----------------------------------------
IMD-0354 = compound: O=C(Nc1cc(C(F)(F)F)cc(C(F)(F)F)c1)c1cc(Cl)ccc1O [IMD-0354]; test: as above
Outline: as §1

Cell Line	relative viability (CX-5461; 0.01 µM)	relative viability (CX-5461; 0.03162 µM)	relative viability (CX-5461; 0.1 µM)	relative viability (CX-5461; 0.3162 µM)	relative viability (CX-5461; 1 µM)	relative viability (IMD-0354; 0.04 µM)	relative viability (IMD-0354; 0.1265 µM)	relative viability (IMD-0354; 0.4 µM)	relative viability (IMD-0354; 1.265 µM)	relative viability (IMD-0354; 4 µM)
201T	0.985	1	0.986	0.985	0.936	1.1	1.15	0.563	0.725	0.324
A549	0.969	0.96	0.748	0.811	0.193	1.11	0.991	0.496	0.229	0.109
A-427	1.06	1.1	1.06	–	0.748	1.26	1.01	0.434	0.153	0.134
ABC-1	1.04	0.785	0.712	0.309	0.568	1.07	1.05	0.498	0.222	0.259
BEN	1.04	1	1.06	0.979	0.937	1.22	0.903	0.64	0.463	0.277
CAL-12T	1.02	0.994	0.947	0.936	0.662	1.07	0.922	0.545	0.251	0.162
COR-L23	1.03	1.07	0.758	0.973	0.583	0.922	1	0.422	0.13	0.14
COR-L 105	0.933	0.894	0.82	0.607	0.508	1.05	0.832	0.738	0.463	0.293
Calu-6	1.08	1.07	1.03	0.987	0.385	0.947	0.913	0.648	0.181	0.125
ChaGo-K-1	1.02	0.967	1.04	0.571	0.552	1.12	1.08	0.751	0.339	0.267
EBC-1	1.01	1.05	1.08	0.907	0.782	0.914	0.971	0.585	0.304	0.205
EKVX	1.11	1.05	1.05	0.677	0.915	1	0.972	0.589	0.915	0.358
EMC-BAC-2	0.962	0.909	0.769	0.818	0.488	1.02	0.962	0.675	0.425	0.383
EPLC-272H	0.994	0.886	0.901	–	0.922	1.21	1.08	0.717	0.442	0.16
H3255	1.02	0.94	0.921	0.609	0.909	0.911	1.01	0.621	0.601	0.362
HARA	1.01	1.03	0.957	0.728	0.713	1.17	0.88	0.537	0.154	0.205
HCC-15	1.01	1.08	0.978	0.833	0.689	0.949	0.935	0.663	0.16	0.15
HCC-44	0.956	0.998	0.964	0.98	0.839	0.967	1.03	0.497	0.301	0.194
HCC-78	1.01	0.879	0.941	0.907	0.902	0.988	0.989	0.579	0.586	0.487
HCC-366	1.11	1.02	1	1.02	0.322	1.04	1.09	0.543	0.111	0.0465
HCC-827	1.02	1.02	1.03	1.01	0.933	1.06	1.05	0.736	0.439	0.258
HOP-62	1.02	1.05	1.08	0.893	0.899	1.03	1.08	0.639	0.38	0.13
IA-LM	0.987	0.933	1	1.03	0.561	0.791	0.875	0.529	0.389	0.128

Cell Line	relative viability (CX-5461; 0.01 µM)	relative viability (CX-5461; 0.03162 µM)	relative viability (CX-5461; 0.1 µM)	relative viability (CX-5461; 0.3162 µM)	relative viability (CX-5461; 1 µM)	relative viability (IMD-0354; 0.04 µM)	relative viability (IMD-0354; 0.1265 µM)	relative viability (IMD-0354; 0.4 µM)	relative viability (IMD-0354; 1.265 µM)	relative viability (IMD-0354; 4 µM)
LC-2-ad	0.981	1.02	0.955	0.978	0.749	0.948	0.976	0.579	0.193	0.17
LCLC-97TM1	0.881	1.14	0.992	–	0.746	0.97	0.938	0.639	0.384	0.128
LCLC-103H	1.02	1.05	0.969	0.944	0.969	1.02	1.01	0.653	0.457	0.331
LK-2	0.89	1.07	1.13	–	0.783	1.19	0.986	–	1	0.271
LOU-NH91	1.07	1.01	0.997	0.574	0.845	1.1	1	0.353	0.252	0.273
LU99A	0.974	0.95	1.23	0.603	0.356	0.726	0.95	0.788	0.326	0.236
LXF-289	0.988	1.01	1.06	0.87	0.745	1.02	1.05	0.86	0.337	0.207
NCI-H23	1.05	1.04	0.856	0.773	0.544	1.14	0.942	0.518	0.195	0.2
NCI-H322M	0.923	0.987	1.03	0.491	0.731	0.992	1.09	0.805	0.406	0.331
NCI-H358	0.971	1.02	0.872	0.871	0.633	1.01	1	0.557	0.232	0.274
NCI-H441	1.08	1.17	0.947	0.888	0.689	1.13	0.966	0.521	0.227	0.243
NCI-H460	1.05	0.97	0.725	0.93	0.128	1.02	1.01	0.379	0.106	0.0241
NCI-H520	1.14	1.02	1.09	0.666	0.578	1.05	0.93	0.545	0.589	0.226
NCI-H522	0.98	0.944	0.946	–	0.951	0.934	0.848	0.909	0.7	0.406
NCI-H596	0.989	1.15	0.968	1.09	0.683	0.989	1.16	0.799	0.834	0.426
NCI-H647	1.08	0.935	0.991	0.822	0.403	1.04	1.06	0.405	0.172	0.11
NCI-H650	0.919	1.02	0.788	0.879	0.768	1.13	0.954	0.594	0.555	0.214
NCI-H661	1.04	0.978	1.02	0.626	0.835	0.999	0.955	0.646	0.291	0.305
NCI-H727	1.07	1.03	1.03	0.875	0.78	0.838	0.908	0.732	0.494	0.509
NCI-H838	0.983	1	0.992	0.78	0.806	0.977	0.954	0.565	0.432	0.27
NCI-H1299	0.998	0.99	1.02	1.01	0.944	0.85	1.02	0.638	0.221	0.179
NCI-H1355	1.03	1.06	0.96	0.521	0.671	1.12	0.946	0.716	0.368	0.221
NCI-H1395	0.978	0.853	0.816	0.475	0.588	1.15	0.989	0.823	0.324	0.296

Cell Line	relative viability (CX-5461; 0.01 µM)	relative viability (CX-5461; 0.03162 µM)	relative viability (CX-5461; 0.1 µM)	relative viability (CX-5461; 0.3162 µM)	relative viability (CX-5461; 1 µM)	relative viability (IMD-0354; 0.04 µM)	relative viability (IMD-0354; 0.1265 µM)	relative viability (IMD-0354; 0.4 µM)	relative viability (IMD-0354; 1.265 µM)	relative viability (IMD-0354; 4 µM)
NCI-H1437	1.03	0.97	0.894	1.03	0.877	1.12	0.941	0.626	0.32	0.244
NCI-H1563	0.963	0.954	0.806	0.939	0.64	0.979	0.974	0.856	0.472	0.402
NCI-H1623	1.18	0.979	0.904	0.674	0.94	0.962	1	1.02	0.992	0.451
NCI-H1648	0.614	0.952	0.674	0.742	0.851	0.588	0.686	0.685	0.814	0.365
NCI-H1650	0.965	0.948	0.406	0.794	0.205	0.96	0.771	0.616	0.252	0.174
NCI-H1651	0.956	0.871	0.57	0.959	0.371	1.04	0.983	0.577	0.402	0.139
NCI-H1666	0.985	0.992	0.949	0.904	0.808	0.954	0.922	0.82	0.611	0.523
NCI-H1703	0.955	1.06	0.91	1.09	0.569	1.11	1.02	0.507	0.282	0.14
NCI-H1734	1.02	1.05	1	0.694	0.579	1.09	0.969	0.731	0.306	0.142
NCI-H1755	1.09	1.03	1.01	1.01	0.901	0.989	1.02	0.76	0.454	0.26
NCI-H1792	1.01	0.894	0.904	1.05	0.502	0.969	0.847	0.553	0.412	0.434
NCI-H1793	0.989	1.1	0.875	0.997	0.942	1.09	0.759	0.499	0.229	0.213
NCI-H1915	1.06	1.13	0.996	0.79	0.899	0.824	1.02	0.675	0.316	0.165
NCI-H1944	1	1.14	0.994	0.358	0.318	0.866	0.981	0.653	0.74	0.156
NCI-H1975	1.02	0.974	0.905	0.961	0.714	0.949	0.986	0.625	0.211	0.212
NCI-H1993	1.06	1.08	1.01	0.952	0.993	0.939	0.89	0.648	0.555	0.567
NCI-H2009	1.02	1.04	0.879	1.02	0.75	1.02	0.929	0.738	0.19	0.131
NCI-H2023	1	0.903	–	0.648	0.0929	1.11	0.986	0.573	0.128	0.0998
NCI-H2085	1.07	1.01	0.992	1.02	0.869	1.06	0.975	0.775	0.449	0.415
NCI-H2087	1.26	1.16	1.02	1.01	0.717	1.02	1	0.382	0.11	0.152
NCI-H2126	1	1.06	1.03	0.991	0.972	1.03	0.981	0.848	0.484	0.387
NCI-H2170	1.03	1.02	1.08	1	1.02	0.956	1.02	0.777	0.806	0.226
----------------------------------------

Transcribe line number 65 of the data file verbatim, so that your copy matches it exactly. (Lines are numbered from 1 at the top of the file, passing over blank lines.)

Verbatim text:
NCI-H1944	1	1.14	0.994	0.358	0.318	0.866	0.981	0.653	0.74	0.156